Cases reported "Pituitary Apoplexy"

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1/51. Post-traumatic pituitary apoplexy--two case reports.

    A 60-year-old female and a 66-year-old male presented with post-traumatic pituitary apoplexy associated with clinically asymptomatic pituitary macroadenoma manifesting as severe visual disturbance that had not developed immediately after the head injury. skull radiography showed a unilateral linear occipital fracture. magnetic resonance imaging revealed pituitary tumor with dumbbell-shaped suprasellar extension and fresh intratumoral hemorrhage. Transsphenoidal surgery was performed in the first patient, and the visual disturbance subsided. decompressive craniectomy was performed in the second patient to treat brain contusion and part of the tumor was removed to decompress the optic nerves. The mechanism of post-traumatic pituitary apoplexy may occur as follows. The intrasellar part of the tumor is fixed by the bony structure forming the sella, and the suprasellar part is free to move, so a rotational force acting on the occipital region on one side will create a shearing strain between the intra- and suprasellar part of the tumor, resulting in pituitary apoplexy. Recovery of visual function, no matter how severely impaired, can be expected if an emergency operation is performed to decompress the optic nerves. Transsphenoidal surgery is the most advantageous procedure, as even partial removal of the tumor may be adequate to decompress the optic nerves in the acute stage. Staged transsphenoidal surgery is indicated to achieve total removal later.
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2/51. Pituitary metastasis from carcinoma of the urinary bladder mimicking pituitary apoplexy--case report.

    A 70-year-old male presented with pituitary metastasis from transitional cell carcinoma of the urinary bladder manifesting as sudden headache, transient unconsciousness, and visual disturbance mimicking apoplexy of pituitary adenoma. Computed tomography showed a suprasellar tumor with intratumoral and intraventricular hemorrhage. magnetic resonance imaging demonstrated an intra- and suprasellar mass lesion mimicking pituitary adenoma. diabetes insipidus developed soon after. The tumor was subtotally removed. Histological examination revealed transitional cell carcinoma. An intratumoral hemorrhage may be associated with a pituitary metastasis if the patient presents with symptoms such as pituitary apoplexy.
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3/51. pituitary apoplexy following metastasis of bronchogenic adenocarcinoma to a prolactinoma.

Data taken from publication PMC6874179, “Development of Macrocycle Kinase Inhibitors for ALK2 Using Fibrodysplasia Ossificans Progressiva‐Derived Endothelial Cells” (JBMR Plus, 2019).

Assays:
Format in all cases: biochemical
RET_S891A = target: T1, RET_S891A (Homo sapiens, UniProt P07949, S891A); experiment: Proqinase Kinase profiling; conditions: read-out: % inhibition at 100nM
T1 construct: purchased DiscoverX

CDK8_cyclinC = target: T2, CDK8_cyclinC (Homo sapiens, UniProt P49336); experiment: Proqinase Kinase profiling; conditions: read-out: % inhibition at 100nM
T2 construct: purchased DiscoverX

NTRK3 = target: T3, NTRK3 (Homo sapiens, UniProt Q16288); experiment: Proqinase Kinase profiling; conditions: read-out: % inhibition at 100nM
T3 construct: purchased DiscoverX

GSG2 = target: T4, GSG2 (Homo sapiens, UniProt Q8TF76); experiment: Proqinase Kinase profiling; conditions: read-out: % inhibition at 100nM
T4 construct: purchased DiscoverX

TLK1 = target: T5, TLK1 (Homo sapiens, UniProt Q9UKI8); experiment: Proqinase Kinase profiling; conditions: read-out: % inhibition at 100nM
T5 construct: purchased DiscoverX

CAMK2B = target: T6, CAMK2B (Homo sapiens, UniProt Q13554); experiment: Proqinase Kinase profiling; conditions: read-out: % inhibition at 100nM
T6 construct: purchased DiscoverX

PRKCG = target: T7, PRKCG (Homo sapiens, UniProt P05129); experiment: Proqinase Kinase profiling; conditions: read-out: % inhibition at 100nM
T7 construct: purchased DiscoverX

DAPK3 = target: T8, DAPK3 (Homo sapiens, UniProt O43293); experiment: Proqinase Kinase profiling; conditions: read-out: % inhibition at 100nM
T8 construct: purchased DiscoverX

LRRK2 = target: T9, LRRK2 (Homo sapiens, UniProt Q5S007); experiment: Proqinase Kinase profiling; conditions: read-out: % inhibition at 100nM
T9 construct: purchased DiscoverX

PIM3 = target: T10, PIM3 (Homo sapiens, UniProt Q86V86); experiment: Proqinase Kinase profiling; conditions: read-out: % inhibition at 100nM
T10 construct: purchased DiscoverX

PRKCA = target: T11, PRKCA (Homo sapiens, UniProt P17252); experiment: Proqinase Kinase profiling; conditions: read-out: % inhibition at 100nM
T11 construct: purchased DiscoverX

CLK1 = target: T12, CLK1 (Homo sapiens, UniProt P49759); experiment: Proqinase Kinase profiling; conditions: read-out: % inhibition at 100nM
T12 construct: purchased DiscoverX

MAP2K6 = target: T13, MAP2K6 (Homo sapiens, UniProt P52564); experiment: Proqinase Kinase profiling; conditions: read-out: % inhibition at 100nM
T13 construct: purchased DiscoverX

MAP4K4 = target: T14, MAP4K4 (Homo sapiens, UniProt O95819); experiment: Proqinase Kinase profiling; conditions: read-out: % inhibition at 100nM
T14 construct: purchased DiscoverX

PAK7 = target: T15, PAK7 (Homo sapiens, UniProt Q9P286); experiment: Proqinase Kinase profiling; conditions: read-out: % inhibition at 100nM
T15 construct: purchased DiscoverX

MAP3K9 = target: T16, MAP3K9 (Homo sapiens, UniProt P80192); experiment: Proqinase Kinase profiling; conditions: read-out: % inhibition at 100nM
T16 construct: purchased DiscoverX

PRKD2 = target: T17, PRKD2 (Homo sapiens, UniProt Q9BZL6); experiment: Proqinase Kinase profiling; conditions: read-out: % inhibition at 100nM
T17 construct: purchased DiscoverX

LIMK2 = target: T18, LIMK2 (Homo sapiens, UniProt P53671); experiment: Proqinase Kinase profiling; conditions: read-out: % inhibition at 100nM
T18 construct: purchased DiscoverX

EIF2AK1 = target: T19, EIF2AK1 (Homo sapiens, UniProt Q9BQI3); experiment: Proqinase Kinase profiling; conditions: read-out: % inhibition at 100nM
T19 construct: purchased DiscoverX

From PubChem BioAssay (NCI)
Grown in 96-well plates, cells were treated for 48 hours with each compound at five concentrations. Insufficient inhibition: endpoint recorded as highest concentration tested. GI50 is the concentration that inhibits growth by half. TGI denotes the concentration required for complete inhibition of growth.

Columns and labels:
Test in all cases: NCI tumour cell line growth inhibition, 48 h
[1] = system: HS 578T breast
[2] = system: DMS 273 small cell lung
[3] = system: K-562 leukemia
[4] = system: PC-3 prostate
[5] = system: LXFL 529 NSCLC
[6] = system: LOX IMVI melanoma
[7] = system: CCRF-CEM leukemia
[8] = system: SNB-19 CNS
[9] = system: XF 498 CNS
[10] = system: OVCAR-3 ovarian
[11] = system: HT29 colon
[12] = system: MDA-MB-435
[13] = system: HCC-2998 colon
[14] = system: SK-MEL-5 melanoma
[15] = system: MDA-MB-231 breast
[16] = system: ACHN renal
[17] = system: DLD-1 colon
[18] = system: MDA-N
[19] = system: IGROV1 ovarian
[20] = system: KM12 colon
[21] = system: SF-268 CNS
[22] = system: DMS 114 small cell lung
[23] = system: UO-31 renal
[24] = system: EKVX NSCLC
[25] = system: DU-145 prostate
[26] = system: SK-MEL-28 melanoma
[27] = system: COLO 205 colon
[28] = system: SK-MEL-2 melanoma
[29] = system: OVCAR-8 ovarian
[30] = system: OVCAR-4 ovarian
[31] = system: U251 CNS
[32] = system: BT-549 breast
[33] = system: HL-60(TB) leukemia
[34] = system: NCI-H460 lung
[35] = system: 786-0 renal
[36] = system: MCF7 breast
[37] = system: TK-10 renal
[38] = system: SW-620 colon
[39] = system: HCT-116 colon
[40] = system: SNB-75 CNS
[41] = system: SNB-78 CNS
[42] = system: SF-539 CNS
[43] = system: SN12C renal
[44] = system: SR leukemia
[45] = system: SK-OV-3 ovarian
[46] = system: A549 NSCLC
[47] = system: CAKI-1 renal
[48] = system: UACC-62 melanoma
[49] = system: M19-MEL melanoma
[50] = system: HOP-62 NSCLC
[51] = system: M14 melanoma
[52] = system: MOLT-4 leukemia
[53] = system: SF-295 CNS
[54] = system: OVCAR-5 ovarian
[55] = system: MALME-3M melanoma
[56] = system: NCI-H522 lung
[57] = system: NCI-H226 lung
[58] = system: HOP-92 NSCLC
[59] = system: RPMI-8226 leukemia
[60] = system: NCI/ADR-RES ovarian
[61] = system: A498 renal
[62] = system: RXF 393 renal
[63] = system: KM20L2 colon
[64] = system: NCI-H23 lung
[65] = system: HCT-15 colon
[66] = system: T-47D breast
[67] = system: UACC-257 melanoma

A 42-year-old house wife presented with worsening headaches over 6 months in the absence of visual symptoms or symptoms suggestive of focal neurology. She was a life-long smoker. Systems review was unremarkable apart from secondary amenorrhoea and galactorrhoea of 6 months duration. Her serum prolactin was found to be 620 mU/l (60-400), FT4 12.6 nmol/l (9.8-23.1), TSH 1.38 mU/l (0.35-5.5), oestradiol < 73 pmol/l, LH and FSH of 4.4 and 12.6 mIU/l, respectively. She was on bromocriptine. A presumptive diagnosis of pneumonia, based on pyrexia and CXR findings, was made and she was started on IV antibiotics. Two days later she developed meningism and deterioration of conscious level. (Lumbar puncture results: no organisms, 312 neutrophils and 164 lymphocytes). CT scan revealed a 2.5-cm pituitary adenoma, with suprasellar extension. A repeat hormonal profile revealed FSH 1.4, LH < 0.3 mU/l, oestradiol < 73 pmol/l, prolactin 488 mU/l (60-400), and low random cortisol at 29 nmol/l. T1-weighted MRI revealed a large pituitary mass with evidence of haemorrhage. The patient subsequently underwent a transsphenoidal exploration with resection of the pituitary lesion. Whilst awaiting the histopathology results, CT of chest revealed a 1. 5-cm diameter rounded well defined density in the right lower lobe associated with hilar, pre- and right para-tracheal lymphadenopathy. The histopathology of the pituitary lesion, obtained piecemeal, revealed fragments of fibrous tissue infiltrated by sheets of acidophilic prolactin-positive cells, in keeping with a prolactinoma. In addition, other fragments with blood clot included highly atypical epithelial cells with mitotic figures. These were negative for prolactin but showed HMFG-and CEA-positivity, excluding them from a pituitary lineage. Transbronchial biopsy revealed moderately differentiated adenocarcinoma, with evidence of lymphatic spread. The overall conclusion was of bronchogenic adenocarcinoma, metastasizing to a prolactinoma and complicated by apoplexy.